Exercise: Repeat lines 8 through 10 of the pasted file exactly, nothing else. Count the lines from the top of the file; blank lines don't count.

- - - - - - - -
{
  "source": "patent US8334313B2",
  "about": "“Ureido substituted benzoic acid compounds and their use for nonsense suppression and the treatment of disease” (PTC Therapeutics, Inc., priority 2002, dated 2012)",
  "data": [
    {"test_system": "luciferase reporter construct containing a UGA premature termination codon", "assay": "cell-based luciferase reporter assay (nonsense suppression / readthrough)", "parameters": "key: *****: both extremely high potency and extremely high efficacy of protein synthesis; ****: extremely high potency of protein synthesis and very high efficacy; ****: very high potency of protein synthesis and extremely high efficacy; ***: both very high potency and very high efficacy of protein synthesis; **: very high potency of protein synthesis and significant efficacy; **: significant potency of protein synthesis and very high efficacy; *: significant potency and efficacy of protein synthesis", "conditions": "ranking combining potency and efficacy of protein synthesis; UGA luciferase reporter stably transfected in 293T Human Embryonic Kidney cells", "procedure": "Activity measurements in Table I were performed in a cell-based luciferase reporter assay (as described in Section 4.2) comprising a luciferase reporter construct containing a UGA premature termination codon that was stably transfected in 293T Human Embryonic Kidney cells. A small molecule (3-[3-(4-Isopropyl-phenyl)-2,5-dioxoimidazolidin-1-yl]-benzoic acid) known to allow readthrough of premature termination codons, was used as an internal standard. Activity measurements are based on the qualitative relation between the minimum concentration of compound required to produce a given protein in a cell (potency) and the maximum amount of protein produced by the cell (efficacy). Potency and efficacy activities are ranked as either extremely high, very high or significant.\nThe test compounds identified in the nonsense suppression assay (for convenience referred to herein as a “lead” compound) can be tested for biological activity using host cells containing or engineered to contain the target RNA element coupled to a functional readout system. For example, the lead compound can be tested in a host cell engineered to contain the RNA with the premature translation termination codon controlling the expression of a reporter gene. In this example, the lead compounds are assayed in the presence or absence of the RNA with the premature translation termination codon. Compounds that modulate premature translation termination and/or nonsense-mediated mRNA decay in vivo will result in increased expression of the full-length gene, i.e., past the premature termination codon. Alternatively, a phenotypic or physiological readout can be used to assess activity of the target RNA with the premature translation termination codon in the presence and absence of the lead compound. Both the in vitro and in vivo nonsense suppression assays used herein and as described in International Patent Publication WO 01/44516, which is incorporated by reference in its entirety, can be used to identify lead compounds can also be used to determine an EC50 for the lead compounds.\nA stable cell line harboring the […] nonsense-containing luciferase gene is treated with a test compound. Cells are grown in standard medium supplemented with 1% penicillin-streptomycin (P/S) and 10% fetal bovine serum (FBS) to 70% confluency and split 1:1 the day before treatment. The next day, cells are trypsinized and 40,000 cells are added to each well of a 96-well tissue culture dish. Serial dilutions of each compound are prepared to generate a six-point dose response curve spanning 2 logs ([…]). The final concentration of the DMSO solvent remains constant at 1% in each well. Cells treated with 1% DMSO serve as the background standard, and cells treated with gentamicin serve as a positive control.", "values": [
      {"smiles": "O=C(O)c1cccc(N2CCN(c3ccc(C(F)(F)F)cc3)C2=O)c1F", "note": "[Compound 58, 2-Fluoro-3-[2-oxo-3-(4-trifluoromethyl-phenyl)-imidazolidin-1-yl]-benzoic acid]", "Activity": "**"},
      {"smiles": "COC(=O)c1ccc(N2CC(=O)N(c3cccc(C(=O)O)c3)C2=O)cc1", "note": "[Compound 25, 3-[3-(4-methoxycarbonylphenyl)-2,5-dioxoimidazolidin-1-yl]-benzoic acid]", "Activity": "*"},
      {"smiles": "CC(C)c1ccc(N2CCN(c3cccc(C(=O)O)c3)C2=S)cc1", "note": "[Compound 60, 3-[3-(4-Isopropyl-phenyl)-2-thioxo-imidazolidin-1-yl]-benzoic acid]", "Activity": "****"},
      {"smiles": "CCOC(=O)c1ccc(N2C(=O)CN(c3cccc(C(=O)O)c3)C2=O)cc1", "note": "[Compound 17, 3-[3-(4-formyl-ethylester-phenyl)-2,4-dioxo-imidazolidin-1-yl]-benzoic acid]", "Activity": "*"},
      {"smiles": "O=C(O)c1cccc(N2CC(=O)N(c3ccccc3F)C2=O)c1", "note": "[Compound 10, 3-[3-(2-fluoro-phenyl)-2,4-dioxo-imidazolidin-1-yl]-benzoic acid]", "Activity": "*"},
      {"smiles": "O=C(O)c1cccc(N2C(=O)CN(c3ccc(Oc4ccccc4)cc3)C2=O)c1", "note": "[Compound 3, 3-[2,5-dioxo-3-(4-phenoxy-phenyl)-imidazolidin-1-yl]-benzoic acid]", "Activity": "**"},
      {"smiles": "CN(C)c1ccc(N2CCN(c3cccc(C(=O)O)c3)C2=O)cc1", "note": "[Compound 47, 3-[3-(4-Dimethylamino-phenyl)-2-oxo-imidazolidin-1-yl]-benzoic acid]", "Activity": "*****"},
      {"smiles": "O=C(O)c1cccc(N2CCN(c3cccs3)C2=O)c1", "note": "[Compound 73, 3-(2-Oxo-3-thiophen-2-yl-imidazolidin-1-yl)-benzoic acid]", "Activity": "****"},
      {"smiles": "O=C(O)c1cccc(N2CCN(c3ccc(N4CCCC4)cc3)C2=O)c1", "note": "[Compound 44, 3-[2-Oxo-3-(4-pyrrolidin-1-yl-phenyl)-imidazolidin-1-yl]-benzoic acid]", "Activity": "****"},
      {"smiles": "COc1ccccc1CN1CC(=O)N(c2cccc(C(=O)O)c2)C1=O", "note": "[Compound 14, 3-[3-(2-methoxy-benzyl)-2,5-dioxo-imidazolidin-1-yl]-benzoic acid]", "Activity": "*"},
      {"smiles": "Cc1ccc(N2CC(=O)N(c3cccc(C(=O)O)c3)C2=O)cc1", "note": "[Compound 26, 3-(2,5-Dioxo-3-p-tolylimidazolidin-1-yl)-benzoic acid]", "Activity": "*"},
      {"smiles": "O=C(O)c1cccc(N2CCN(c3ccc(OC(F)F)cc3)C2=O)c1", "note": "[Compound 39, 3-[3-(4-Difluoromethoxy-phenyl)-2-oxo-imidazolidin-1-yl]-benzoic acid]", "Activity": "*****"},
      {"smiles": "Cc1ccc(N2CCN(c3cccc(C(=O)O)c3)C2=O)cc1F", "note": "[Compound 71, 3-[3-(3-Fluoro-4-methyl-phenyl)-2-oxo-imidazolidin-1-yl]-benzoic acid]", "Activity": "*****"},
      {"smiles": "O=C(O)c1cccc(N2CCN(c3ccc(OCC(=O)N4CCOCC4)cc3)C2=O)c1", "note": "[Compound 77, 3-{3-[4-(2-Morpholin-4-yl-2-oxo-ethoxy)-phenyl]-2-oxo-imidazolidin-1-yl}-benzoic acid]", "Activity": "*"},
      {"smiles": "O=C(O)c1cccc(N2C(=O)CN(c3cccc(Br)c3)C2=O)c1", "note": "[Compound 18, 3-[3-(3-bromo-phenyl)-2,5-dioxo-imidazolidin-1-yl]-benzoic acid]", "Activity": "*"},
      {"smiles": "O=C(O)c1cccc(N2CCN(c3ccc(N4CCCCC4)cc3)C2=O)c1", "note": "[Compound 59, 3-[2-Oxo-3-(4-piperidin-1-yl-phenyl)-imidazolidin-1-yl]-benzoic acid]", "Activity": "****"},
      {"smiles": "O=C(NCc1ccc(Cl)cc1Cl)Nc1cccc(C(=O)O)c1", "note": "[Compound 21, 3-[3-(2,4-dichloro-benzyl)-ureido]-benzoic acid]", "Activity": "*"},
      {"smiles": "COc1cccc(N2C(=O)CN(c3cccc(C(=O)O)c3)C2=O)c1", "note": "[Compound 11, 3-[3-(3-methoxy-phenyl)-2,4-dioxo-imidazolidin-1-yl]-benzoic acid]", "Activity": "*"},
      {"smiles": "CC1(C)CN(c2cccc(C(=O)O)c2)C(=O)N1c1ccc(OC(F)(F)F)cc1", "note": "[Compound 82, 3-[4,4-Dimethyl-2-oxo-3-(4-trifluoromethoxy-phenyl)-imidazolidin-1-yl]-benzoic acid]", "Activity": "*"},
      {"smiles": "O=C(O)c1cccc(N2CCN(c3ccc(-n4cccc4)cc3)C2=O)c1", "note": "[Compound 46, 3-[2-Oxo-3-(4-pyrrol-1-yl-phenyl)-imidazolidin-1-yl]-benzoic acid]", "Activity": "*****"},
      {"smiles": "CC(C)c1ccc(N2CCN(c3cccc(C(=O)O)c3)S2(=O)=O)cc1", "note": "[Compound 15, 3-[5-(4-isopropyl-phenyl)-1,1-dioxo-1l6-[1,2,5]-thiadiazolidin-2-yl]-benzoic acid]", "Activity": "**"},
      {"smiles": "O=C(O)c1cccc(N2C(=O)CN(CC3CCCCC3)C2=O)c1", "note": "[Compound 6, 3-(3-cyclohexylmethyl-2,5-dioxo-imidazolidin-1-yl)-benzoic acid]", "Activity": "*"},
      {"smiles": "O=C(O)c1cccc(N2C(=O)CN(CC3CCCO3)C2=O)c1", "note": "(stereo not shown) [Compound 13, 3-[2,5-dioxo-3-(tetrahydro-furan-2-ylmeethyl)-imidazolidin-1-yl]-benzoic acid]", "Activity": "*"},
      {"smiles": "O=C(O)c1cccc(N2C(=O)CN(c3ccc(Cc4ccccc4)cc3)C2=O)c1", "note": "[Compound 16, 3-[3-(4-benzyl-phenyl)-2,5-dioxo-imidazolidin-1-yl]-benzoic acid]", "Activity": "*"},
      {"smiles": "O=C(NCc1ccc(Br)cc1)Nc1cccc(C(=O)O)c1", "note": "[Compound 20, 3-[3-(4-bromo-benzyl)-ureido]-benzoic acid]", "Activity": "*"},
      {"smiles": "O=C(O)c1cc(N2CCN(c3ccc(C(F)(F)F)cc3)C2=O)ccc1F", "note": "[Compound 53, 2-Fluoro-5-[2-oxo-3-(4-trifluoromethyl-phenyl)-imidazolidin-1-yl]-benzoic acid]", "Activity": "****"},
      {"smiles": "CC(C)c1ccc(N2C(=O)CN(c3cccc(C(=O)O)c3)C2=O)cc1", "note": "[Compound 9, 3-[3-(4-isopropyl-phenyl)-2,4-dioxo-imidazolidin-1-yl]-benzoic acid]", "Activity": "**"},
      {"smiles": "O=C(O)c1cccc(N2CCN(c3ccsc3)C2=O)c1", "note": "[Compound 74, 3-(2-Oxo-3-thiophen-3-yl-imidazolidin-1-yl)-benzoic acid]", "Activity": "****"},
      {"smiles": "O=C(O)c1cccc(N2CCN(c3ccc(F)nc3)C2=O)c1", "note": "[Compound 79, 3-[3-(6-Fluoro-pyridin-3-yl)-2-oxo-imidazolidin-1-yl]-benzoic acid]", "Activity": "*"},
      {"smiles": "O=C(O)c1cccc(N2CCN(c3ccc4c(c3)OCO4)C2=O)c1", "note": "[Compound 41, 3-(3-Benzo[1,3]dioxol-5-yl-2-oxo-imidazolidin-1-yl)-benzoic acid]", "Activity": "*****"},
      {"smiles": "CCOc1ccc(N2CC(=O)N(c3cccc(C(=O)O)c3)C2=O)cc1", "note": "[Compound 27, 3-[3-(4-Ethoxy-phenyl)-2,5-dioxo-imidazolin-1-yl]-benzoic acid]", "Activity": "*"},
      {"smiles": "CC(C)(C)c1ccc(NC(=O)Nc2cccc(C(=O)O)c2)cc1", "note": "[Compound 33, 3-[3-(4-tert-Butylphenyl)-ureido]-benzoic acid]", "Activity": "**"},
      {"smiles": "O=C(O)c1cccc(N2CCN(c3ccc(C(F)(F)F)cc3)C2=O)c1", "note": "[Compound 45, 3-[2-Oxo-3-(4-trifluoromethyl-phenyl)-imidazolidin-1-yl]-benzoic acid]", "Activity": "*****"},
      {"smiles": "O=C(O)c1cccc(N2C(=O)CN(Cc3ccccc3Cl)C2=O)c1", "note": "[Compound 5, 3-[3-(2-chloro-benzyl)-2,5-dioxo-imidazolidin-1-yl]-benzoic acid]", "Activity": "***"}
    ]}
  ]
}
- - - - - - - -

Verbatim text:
      {"smiles": "CC(C)c1ccc(N2CCN(c3cccc(C(=O)O)c3)C2=S)cc1", "note": "[Compound 60, 3-[3-(4-Isopropyl-phenyl)-2-thioxo-imidazolidin-1-yl]-benzoic acid]", "Activity": "****"},
      {"smiles": "CCOC(=O)c1ccc(N2C(=O)CN(c3cccc(C(=O)O)c3)C2=O)cc1", "note": "[Compound 17, 3-[3-(4-formyl-ethylester-phenyl)-2,4-dioxo-imidazolidin-1-yl]-benzoic acid]", "Activity": "*"},
      {"smiles": "O=C(O)c1cccc(N2CC(=O)N(c3ccccc3F)C2=O)c1", "note": "[Compound 10, 3-[3-(2-fluoro-phenyl)-2,4-dioxo-imidazolidin-1-yl]-benzoic acid]", "Activity": "*"},